). Taken together, these studies indicate that Chr1 disomy can be selected by growth on FLC or 5FC and that it confers cross-tolerance to both FLC and 5FC, irrespective of the drug used for the initial selection. This is reminiscent of Chr5 monosomy in C. albicans
, which causes cross-tolerance to l
-sorbose, caspofungin (fungicidal drug of the echinocandin family), and 5FC (26
), and Chr2 trisomy, which causes cross-tolerance to caspofungin and hydroxyurea (a commonly used chemotherapeutic drug) (27
). Thus, cross-tolerance to unrelated drugs via aneuploidy is a concern common to many pathogenic fungi and, in these studies, to both basidiomycete and ascomycete yeasts.
Of particular concern is the Chr1-plus-Chr4 disomy karyotype, which appeared twice among the isolates studied here. This karyotype conferred cross-tolerance to drugs from three classes of antifungals: FLC, AMB, and 5FC. Since these three drugs hail from the three major drug classes in clinical use, this type of multidrug tolerance has the potential to impede effective clinical treatment of cryptococcal infection. Importantly, the acquisition of two aneuploid chromosomes, whether in a single selection step or in a more gradual manner, has the potential to reduce the efficacy of the only available treatment options. Furthermore, given the use of AMB in induction therapy protocols, it will be important to investigate whether primary exposure to AMB gives rise to cross-tolerance to FLC and 5FC as well.
Aneuploid adaptors were selected after as little as 48 h of exposure to sub-MIC FLC concentrations (8 μg/ml). Among 120 random colonies, 5 had Chr1 disomy and one (segmental disomy of Chr1) was disomic for 62 kb of Chr1 that includes ERG11
but not AFR1.
Therefore, aneuploidy enabled rapid adaptation to both sub- and supra-MICs of FLC, and a short time of exposure to sub-MIC FLC was sufficient to select for aneuploidies that enabled tolerance to supra-MIC FLC. The heteroresistance in the segmental-Chr1 disomy was lower than for whole-Chr1-disomic aneuploids, probably because that segment includes only ERG11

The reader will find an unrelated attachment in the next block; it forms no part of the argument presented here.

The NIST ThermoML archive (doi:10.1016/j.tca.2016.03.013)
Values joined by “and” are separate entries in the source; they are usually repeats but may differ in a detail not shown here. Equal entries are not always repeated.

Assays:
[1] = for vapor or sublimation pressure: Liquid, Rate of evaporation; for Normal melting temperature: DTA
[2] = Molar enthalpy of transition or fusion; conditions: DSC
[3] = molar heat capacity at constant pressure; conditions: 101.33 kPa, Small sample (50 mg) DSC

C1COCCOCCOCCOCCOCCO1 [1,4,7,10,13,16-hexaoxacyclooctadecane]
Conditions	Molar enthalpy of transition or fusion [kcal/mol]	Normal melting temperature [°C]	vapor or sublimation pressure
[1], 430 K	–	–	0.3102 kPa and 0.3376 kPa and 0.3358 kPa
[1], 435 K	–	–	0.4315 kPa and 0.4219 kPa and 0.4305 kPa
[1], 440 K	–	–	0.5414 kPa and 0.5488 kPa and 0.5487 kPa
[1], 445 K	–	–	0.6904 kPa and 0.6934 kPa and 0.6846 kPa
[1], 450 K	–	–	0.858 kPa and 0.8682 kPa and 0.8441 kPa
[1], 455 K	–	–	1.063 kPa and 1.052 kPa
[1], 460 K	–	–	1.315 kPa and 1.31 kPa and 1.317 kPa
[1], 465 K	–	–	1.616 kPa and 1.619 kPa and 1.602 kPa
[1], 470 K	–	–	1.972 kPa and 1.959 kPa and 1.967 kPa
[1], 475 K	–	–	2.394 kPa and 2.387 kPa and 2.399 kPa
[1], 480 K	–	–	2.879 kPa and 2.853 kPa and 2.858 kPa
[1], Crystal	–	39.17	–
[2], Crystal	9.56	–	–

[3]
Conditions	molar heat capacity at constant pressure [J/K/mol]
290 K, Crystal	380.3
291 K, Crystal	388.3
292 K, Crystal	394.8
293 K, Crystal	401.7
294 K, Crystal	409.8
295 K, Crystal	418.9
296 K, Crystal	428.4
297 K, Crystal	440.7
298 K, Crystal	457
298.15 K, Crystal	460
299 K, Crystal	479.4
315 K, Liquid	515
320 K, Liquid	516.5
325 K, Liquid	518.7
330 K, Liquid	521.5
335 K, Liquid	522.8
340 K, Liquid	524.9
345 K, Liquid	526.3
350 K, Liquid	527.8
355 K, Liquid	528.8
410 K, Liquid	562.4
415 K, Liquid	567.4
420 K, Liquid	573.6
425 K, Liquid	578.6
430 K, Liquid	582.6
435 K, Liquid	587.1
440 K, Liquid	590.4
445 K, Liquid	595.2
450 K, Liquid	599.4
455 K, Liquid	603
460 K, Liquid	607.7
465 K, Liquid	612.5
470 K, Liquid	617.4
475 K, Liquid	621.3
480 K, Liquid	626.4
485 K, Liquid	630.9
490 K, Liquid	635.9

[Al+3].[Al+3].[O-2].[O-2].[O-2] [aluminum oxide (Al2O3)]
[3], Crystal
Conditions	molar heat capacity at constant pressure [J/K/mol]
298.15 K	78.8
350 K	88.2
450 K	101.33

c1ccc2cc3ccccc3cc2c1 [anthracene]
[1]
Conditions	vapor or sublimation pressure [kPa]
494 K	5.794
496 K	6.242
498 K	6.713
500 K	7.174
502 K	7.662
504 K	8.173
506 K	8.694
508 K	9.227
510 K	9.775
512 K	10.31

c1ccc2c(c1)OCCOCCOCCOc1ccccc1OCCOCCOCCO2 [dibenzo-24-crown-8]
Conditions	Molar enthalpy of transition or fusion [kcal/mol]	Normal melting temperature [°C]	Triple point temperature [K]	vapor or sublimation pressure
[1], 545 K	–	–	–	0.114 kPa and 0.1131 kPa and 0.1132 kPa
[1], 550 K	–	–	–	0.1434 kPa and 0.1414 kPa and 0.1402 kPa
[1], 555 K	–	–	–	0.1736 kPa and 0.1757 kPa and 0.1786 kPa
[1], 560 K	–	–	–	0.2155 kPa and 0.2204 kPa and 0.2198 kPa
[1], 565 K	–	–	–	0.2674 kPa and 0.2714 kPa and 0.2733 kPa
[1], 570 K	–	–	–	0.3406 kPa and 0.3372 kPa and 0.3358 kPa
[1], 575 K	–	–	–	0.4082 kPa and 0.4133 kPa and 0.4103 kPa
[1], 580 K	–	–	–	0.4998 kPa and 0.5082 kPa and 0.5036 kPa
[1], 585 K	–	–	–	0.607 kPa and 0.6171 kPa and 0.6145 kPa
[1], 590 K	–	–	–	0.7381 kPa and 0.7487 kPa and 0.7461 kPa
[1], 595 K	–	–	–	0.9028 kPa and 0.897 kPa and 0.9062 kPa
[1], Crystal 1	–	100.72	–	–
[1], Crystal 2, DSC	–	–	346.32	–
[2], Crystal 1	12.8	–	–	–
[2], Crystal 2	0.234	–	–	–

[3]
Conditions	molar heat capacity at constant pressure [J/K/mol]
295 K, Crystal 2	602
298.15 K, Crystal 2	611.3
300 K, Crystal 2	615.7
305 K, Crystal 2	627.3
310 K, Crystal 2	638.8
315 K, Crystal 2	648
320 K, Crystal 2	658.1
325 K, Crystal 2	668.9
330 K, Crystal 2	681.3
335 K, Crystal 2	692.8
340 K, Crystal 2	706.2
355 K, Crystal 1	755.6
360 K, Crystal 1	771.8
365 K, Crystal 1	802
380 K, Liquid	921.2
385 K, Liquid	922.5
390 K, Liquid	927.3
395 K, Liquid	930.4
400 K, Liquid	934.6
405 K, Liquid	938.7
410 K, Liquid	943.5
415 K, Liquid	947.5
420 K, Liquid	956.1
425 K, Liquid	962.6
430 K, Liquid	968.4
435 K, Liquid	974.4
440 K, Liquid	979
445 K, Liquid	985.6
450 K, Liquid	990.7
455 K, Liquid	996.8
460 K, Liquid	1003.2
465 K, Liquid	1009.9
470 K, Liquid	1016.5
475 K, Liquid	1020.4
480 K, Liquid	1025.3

and not AFR1
. Furthermore, duplication of whole Chr1 caused FLC and 5FC cross-tolerance, while duplication of one 62 kb region on Chr1 (adaptor L8-6) caused FLC and H2
cross-tolerance but not 5FC tolerance. Given that an extra copy of Erg11 on Chr1 is a major cause of FLC heteroresistance (16
), this lack of 5FC tolerance in L8-6 implies that the ability to grow on 5FC resides elsewhere on Chr1, outside the 62 kb chromosomal segment. Whether the ability to survive H2
resides within the 62 kb retained in strain L8-6 remains to be determined.
In conclusion, C. neoformans strain H99 directly adapted to FLC at a range of concentrations. The adapted isolates had a range of karyotypes, with the most recurrent being Chr1 disomy, which conferred tolerance to FLC as well as to 5FC. Chr4 was the next-most-recurrent aneuploidy and, most importantly, two independent isolates with disomy of both Chr1 and 4 were able to grow in drugs from all major anticryptococcosis drug classes, raising concerns about the speed with which multidrug tolerance can arise in C. neoformans.